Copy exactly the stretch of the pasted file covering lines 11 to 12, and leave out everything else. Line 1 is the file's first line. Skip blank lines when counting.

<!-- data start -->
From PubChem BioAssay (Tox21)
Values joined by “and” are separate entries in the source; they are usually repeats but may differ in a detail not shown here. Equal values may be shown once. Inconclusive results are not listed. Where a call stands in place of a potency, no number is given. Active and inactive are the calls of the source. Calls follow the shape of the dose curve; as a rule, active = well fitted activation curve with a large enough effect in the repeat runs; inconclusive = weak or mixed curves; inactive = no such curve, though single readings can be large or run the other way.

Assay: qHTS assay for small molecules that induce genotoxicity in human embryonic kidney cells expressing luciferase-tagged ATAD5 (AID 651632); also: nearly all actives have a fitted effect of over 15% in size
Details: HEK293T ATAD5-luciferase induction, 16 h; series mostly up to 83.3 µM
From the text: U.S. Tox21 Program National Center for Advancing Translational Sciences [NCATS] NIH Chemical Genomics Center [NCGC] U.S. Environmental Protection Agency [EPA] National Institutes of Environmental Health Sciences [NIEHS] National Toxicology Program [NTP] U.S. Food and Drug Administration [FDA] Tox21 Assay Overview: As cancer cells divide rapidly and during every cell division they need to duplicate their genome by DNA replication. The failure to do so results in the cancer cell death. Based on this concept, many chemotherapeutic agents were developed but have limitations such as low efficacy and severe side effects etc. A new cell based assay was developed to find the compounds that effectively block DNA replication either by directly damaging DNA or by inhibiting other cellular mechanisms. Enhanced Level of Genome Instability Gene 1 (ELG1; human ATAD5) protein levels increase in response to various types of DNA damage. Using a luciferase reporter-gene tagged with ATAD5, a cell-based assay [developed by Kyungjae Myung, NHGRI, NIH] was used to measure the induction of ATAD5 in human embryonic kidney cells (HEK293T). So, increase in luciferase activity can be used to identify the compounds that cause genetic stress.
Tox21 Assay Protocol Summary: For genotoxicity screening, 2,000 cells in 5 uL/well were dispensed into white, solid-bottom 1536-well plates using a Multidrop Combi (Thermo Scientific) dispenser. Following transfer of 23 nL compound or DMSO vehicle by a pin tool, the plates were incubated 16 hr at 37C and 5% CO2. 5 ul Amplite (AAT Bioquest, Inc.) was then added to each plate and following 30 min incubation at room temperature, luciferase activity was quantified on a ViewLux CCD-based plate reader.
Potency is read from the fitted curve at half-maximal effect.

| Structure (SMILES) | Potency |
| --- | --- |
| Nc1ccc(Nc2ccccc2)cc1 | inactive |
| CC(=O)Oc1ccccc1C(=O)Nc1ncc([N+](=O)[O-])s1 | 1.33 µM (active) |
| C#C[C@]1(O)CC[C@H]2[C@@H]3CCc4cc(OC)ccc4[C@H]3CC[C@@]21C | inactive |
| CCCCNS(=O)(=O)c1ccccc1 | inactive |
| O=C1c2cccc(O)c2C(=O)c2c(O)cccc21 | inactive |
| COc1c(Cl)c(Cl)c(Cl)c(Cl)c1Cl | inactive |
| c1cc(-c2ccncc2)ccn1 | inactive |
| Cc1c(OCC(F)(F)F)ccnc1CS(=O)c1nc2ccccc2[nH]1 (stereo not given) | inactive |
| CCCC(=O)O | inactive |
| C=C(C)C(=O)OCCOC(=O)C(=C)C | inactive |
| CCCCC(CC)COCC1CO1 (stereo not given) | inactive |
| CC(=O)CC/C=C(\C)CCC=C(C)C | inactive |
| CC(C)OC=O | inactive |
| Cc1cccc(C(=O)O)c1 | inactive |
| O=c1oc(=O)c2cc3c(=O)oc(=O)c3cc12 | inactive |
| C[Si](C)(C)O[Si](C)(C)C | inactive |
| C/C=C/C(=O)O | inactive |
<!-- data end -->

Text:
| CC(=O)Oc1ccccc1C(=O)Nc1ncc([N+](=O)[O-])s1 | 1.33 µM (active) |
| C#C[C@]1(O)CC[C@H]2[C@@H]3CCc4cc(OC)ccc4[C@H]3CC[C@@]21C | inactive |